Justice Thomas applauded for suggesting regulation of 'Big Tech'

Wednesday, April 7, 2021
Steve Jordahl (OneNewsNow.com)

Justice Clarence Thomas (no robe)Supreme Court Justice Clarence Thomas has provided a roadmap for those who want to see "Big Tech" reined in through the courts – and a media expert says it's a timely opinion from the conservative justice.

The Supreme Court on Monday dismissed a First Amendment challenge to President Trump after he blocked a few users from his Twitter account when he was president. They argued he was infringing on their free speech. But the high court decided since he's no longer president, the case is moot.

Justice Thomas (pictured) agreed with the rest of the court, but used the opinion to offer his ideas on the best way to corral massive tech companies like Facebook, Google and Twitter that are doing the same thing – censoring free speech.

"As Twitter made clear, the right to cut off speech lies most powerfully in the hands of private digital platforms," Thomas wrote Monday. "The extent to which that power matters for purposes of the First Amendment and the extent to which that power could lawfully be modified raise interesting and important questions."

He continued: "When a user does not already know exactly where to find something on the Internet – and users rarely do – Google is the gatekeeper between that user and the speech of others 90% of the time. It can suppress content by deindexing or down listing a search result or by steering users away from certain content by manually altering autocomplete results."


Dan Gainor of MRC TechWatch says it's a significant opinion. "Justice Thomas is very clearly raising the question 'When does the Supreme Court rein in Big Tech?' – and that's a shot across the bow," he tells One News Now.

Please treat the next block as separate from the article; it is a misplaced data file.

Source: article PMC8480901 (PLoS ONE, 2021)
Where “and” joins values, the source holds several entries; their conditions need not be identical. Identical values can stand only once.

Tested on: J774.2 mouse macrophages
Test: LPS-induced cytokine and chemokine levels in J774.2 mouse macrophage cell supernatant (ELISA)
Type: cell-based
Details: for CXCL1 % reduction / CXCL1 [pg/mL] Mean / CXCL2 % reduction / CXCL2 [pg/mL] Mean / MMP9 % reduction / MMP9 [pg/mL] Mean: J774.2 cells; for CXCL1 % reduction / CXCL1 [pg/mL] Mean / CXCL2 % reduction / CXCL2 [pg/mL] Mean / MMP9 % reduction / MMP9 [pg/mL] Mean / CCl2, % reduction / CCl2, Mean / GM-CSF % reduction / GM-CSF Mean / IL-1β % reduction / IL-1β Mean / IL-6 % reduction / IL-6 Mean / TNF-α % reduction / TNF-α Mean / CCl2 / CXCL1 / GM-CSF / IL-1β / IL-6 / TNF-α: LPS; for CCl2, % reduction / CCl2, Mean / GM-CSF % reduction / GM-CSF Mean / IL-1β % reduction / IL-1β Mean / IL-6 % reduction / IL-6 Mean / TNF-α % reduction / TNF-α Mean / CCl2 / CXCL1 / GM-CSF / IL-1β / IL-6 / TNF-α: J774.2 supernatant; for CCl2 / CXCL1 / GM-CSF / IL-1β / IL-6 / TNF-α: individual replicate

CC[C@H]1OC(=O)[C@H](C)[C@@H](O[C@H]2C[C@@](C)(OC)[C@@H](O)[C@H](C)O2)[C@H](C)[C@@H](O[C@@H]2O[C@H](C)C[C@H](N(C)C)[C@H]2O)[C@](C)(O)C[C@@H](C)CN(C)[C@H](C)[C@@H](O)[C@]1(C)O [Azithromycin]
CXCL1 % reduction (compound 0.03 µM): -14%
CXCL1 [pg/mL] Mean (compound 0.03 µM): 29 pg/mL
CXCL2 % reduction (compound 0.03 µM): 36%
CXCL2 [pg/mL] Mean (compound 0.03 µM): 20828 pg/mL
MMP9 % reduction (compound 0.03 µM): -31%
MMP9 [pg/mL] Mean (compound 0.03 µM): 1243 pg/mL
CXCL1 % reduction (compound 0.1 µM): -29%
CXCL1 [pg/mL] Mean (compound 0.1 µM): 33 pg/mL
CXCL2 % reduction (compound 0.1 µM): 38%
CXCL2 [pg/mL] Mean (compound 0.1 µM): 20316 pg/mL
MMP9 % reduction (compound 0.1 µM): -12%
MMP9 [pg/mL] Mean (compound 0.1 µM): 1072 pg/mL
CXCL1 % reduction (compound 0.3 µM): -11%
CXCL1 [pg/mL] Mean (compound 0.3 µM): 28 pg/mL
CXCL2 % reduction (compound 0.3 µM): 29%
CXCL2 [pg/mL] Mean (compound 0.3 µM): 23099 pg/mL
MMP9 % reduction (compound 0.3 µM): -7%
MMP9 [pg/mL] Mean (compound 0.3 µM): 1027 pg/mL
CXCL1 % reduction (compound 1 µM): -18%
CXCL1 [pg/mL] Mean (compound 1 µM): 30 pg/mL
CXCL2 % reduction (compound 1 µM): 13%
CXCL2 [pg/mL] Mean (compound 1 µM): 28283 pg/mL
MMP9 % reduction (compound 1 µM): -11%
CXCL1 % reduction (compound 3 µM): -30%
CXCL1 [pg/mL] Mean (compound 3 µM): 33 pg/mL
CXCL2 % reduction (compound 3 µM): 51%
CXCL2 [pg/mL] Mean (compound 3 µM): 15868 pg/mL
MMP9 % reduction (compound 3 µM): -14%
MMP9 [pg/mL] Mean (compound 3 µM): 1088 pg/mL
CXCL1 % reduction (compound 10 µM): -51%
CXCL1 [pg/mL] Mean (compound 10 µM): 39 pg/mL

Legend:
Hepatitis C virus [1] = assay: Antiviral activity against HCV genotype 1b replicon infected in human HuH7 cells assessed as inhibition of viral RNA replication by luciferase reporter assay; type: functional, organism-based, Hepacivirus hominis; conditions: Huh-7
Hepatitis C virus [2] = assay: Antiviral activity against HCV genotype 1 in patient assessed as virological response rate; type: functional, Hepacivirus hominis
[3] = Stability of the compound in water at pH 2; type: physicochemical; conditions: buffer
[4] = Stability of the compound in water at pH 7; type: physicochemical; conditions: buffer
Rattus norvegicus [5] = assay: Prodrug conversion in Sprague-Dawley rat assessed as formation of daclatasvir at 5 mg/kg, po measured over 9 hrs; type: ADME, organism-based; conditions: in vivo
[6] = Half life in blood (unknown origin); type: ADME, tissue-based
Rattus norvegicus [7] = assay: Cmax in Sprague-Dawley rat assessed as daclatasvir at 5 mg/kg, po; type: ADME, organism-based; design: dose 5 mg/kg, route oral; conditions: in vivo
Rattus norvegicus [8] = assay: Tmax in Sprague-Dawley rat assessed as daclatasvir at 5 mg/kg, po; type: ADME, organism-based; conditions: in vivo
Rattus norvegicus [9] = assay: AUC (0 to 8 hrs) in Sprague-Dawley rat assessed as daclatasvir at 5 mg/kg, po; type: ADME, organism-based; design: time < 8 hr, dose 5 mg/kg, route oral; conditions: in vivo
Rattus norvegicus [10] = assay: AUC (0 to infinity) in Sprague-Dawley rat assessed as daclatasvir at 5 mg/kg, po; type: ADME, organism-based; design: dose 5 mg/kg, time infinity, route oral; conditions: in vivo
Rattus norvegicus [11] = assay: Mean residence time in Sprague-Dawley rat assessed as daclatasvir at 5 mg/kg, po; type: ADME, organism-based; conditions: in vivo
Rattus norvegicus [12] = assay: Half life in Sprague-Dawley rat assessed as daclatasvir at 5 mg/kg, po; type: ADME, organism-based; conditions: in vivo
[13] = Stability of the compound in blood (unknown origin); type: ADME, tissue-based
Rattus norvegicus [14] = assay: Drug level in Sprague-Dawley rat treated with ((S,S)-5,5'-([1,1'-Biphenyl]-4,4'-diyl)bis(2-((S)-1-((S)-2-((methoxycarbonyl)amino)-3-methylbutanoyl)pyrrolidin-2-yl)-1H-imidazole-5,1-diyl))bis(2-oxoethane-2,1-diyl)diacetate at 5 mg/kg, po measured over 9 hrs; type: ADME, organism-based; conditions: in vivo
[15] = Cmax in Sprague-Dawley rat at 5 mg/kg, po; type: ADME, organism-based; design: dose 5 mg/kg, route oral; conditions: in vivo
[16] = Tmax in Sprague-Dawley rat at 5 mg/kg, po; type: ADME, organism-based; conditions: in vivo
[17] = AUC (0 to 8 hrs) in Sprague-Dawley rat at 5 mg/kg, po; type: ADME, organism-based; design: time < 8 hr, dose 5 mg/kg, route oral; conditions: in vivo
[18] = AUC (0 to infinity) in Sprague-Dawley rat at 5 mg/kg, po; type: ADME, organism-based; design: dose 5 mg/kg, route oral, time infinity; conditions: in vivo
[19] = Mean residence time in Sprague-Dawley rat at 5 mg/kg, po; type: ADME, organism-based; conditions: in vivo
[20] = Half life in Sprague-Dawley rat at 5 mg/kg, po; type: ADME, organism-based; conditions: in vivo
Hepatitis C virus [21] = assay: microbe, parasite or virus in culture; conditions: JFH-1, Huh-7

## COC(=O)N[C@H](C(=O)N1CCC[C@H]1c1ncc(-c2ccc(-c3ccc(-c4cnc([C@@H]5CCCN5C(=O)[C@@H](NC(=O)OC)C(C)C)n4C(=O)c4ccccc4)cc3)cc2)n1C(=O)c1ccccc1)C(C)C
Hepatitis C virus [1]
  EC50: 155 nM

Thomas writes that the big tech companies are the greatest threat to free speech, and that the court cannot put off weighing in on the issue much longer. Gainor says the problem has reached critical mass during the pandemic.

"Almost everything we do following a year-plus of COVID is done online – and we're being restricted more than ever," the MRC spokesman notes, "and [the tech companies are] trying desperately to get global regulation of speech."

According to Gainor, it's no longer just an issue of free speech. He points out that almost every interaction individuals have is online – going to church, running a business, interacting with government … and Big Tech, he argues, is actively working against fundamental freedoms by setting up rules and regulations that conflict with free speech, a free press, and/or freedom of religion.

Comments will be temporarily unavailable. Thank you for your patience as we restore this service!

We moderate all reader comments, usually within 24 hours of posting (longer on weekends). Please limit your comment to 300 words or less and ensure it addresses the article - NOT another reader's comments. Comments that contain a link (URL), an inordinate number of words in ALL CAPS, rude remarks directed at other readers, or profanity/vulgarity will not be approved. More details




Other than Donald Trump, who are the current flag-bearers for the Republican Party?





Supreme Court to weigh state's 15-week ban on abortion
Tennessee gov signs transgender 'bathroom bill' for schools
Trial date set for officer charged in Daunte Wright death
Israel says Gaza tunnels destroyed in heavy airstrikes
Evacuation order still in place after fiery Iowa derailment
Trump to speak at North Carolina GOP convention on June 5


BLM vs. black police chiefs
Self-spreading insanity: The age of contagious vaccines
Math Is racist and 2+2 = 4 is just a ‘trope’
'I don't care if you're vaccinated, you little dink': Teacher rips unmasked student with unhinged rant
Major church looks to kill saying 'husband and wife' at weddings


Cartoon of the Day
Attention, CDC … we don't need your permission

woman with mask offNew guidelines coming from the CDC on mask-wearing ease some restrictions – but in what some are calling a shocking turn, the agency is now telling people what they can do, not just what they can't.